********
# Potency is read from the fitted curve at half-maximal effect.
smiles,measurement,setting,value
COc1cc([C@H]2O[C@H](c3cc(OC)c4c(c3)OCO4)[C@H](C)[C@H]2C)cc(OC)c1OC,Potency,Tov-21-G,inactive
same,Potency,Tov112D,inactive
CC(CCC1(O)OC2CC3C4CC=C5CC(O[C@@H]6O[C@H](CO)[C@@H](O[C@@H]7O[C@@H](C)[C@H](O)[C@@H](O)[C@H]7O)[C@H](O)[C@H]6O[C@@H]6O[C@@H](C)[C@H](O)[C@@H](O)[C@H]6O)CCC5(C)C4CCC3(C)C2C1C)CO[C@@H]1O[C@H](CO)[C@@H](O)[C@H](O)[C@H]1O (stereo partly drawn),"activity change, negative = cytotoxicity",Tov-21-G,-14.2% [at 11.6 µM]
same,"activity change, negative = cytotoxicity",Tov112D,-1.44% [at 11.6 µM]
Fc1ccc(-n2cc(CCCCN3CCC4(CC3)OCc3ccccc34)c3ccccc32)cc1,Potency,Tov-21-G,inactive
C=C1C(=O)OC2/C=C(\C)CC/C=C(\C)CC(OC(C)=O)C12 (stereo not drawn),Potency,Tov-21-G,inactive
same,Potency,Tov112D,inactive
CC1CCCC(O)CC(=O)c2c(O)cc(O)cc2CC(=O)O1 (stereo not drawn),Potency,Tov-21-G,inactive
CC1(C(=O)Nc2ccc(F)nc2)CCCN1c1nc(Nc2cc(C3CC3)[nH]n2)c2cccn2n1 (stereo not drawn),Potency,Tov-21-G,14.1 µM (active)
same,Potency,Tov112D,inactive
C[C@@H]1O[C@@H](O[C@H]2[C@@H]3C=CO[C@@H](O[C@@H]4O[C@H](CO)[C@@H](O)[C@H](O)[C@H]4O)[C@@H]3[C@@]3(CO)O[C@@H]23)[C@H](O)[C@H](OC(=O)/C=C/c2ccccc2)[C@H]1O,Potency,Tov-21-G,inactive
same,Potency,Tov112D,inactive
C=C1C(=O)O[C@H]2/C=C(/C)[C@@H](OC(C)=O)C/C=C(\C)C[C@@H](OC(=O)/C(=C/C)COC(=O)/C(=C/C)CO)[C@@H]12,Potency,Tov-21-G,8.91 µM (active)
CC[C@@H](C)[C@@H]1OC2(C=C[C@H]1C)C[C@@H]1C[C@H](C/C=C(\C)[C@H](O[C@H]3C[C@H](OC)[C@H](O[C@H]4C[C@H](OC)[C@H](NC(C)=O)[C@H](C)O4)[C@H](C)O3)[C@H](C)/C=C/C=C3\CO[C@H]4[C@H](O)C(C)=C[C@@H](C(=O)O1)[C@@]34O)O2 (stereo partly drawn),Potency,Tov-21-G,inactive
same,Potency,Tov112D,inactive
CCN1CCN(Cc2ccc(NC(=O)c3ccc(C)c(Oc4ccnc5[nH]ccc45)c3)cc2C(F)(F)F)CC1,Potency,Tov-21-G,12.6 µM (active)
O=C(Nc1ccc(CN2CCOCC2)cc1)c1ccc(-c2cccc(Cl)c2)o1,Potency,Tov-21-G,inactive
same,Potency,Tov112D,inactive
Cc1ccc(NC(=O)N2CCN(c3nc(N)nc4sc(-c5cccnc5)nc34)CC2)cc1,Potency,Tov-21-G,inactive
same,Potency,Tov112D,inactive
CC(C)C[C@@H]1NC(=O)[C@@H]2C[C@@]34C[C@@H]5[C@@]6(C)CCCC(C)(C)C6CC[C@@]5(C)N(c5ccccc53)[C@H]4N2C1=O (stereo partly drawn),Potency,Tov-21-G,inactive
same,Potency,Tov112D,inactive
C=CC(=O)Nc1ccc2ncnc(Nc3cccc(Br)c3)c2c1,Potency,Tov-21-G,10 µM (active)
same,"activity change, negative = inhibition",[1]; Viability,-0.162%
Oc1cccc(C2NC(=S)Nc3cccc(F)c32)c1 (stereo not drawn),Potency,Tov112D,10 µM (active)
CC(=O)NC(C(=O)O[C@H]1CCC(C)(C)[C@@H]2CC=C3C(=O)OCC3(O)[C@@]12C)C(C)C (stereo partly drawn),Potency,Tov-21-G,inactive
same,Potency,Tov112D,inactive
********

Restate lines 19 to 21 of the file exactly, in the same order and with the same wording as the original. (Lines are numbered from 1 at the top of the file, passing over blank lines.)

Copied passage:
O=C(Nc1ccc(CN2CCOCC2)cc1)c1ccc(-c2cccc(Cl)c2)o1,Potency,Tov-21-G,inactive
same,Potency,Tov112D,inactive
Cc1ccc(NC(=O)N2CCN(c3nc(N)nc4sc(-c5cccnc5)nc34)CC2)cc1,Potency,Tov-21-G,inactive